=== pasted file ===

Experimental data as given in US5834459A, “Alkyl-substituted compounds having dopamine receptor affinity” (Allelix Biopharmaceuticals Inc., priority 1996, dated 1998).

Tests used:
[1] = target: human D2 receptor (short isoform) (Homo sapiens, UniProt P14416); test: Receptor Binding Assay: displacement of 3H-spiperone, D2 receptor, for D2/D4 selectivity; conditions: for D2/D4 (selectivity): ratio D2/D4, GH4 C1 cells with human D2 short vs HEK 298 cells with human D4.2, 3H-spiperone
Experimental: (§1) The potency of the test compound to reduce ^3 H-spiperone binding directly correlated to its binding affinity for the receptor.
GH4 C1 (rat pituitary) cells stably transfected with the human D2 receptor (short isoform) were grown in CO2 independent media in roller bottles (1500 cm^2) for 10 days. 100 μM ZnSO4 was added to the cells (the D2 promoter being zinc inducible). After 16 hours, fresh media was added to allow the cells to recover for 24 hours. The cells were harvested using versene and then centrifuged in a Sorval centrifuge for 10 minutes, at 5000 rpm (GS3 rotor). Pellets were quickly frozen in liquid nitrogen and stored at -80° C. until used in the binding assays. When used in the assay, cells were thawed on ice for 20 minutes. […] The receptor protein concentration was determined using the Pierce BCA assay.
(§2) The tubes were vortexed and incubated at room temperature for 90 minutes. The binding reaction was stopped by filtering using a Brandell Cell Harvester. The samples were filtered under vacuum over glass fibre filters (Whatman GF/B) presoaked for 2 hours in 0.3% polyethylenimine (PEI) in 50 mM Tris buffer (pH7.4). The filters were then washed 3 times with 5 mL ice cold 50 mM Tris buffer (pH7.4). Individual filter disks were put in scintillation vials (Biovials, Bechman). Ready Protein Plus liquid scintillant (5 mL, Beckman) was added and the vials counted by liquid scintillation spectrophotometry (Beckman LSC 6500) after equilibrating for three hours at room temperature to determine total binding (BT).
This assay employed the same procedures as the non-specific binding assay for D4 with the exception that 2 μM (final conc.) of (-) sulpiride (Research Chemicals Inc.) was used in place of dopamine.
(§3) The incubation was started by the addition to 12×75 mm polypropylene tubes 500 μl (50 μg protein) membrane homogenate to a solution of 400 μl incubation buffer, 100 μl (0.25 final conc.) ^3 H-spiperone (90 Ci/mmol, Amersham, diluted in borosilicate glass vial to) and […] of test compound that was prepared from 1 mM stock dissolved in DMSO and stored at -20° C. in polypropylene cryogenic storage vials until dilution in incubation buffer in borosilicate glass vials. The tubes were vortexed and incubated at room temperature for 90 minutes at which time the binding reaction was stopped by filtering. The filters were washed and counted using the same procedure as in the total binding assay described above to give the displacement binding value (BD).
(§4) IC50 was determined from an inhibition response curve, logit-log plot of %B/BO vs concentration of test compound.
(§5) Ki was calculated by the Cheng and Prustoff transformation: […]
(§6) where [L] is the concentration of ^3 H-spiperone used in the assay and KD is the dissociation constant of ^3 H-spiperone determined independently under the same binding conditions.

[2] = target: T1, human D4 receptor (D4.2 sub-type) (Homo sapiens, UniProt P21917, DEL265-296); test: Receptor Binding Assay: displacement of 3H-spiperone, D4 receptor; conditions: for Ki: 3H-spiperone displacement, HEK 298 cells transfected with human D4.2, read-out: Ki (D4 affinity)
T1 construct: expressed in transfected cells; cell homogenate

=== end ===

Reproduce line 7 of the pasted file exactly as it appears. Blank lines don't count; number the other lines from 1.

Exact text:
This assay employed the same procedures as the non-specific binding assay for D4 with the exception that 2 μM (final conc.) of (-) sulpiride (Research Chemicals Inc.) was used in place of dopamine.